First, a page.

Instagram influencer Essena O’Neill exposes self-promoting tricks: Why businesses should be wary of paid endorsements backfiring

Instagram influencer Essena O’Neill exposes self-promoting tricks: Why businesses should be wary of paid endorsements backfiring


A Queensland-based Instagram influencer with thousands of followers has put a spotlight on the ethics of the increasingly popular marketing form, sounding a warning to SMEs that use social media influencers along the way.

Essena O’Neill, whose Instagram account still has a following of about 871,000 people, this week revealed how she made thousands of dollars by marketing products on the social media platform, in some cases compromising her health and ethics.

Eighteen-year-old O’Neill reportedly quit Instagram this week, but not before changing her profile on her account to “Social Media Is Not Real Life” and encouraging her followers to “reread the edited captions” of her earlier posts, which now include references to how she made “$2000AUD a post EASY”.

On one edited post, O’Neill wrote: “paid for this photo. If you find yourself looking at ‘Instagram girls’ and wishing your life was there’s [sic]… Realise you only see what they want. If they tag a company 99% of the time it’s paid.”

On Friday O’Neill also uploaded a YouTube video titled ‘How people make 1000s on social media’, in which she identified herself as a self-promoter and “someone who uses self-promotion for financial gain”.

“I was promoting a system that was like, ‘hey, I have heaps of followers, I get paid to promote shit, you should buy it’,” she says in the video.

ONeill also used the video to encourage others to be critical when it comes to why some Instagram users might have high follower counts but she admitted she doesn’t think being paid for posts is a bad thing in itself.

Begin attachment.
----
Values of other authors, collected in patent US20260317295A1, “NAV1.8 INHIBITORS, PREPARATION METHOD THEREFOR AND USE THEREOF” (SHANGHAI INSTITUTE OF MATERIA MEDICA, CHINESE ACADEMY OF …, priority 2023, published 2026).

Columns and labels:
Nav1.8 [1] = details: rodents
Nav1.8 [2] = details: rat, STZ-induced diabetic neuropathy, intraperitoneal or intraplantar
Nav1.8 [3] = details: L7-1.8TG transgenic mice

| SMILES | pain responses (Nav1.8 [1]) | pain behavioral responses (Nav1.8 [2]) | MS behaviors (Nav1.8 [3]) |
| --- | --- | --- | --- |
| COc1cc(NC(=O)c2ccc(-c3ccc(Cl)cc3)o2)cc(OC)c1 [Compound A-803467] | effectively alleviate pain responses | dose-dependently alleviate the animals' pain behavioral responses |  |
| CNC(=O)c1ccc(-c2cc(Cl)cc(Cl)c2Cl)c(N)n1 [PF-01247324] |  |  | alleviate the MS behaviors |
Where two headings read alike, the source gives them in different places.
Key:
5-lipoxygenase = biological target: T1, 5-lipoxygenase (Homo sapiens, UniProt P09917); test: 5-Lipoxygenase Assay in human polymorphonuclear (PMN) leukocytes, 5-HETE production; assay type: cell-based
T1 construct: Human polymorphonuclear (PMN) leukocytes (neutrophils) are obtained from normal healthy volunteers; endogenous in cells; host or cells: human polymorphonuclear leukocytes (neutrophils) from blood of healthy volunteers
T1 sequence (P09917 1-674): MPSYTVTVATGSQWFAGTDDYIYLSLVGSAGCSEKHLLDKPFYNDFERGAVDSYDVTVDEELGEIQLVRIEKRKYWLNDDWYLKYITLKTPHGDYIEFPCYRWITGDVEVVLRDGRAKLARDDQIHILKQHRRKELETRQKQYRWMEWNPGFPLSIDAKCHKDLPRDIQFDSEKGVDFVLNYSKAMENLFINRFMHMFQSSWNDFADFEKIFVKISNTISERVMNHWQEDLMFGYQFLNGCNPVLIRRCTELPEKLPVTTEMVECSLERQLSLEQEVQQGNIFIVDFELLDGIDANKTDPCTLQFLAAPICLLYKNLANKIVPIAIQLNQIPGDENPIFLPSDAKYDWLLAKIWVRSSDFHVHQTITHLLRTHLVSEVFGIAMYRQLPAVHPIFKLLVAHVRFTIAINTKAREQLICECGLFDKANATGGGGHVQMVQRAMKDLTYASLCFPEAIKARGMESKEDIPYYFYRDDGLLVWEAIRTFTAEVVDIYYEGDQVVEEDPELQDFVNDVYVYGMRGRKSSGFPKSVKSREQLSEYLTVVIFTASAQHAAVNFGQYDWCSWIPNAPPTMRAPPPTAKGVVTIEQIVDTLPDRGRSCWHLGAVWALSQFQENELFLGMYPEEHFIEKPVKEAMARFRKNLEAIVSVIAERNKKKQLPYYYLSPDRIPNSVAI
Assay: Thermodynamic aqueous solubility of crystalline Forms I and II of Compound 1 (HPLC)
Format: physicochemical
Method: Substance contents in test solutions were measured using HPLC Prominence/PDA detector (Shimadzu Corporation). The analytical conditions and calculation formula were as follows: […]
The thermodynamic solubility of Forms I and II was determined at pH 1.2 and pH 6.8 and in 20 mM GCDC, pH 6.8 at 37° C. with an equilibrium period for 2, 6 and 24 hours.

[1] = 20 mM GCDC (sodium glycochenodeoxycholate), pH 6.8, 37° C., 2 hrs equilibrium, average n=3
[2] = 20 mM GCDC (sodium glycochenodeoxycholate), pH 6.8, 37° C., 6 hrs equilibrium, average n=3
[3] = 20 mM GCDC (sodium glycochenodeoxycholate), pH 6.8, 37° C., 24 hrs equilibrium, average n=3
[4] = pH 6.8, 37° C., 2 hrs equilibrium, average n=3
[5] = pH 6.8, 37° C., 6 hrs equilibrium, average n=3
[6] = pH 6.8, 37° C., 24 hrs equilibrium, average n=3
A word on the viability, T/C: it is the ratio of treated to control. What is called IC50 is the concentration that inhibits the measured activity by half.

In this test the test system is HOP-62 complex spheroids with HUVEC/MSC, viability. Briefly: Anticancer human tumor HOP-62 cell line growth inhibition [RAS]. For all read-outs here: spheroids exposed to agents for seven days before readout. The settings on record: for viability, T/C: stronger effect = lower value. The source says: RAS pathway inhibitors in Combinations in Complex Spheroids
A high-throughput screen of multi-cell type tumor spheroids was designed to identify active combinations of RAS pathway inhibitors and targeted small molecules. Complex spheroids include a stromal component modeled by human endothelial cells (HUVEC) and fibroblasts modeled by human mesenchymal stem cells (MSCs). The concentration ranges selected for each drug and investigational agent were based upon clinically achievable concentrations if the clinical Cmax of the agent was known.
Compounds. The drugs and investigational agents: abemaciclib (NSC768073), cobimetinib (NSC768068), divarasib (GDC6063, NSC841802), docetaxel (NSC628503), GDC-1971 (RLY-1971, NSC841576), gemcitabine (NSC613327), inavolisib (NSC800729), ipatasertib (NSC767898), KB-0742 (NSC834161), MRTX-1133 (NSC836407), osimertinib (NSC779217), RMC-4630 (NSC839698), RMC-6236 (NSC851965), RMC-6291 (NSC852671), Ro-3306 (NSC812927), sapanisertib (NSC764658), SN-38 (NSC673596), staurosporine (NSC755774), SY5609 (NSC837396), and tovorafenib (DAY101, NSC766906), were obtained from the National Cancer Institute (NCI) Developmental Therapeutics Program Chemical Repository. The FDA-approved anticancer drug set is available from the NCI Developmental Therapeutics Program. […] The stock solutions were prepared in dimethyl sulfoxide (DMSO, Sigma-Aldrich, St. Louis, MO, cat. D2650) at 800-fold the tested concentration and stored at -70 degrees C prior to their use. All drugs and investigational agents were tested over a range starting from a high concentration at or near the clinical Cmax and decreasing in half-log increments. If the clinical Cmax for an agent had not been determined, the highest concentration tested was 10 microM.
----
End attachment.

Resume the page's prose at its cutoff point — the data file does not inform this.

“Anyone in social media who has a large following… it’s a rare few that aren’t making money from it,” she says.

“It’s not a bad thing… I’m not against making money from promoting a message I think in terms of myself promoting vegan, ecofriendly, environmental, anything small business even… or handmade.

“I think all of those things are so important and should be promoted all the time. But those things just listed have very small budgets.”

O’Neill expressed her own shock at first realising how much money could be made by promoting brands on the social media platform, “I was like $100,000 grand to promote lipsticks?”

Nicole Matejic, author of the book Social Media Rules of Engagement, told SmartCompany this morning she applauds O’Neill’s change of approach if it was something she questioned, as well as her quest to be more authentic with her audience.

“When you’re on social media you have to be authentic and have conversions that matter with the people that follow you,” she says.

But Matejic says O’Neill’s statement about be willing to promote smaller businesses and ethical companies with smaller budgets, while also admitting how much money she made off larger brands is “paradoxical”.

“Clearly it will affect her income,” she says.

While O’Neill is not the first blogger or Instagram user to have come out with such controversial admissions, Matejic says, but it will be the next steps following the expose which will be the most telling.

“The real proof in her change in direction and ethical dilemma will be in what we see out of her in the future,” she says.

Matejic says brands that use influencers on platforms such as Instagram will be taking notice of O’Neill’s actions.

She says the ethics of brands paying influencers is currently a topic of debate among people in the social media marketing industry, with disclosure and transparency about payments for promotions becoming increasingly important.

“More brands are looking at the blogger, Instagram influencer arena to get their product in front of very niche market,” she says.

“You have to be careful they don’t become collateral damage if that identify goes into crisis.

“Everyone is very keen to jump on the (promotion) bandwagon but as soon as things start going wrong and… the brand becomes collateral damage.”

Matejic says there are several things brands can do to militate against such damage, including being transparent about any sponsored posts.

“Make sure the blogger or influencer is saying this is a sponsored post,” she says.

 “That gives brands the ability to step back in such a situation and say clearly this is a sponsored post.

“(It gives a brand) the ability to use that influence in transparent way and also the ability to step aback if things are not working out.

“It’s about credibility and authenticity on both sides of the fence.”

SmartCompany was unable to contact Essena O’Neill for comment prior to publication.


Tags: social media, Instagram, influencers, Essena ONeill, Nicole Matejic


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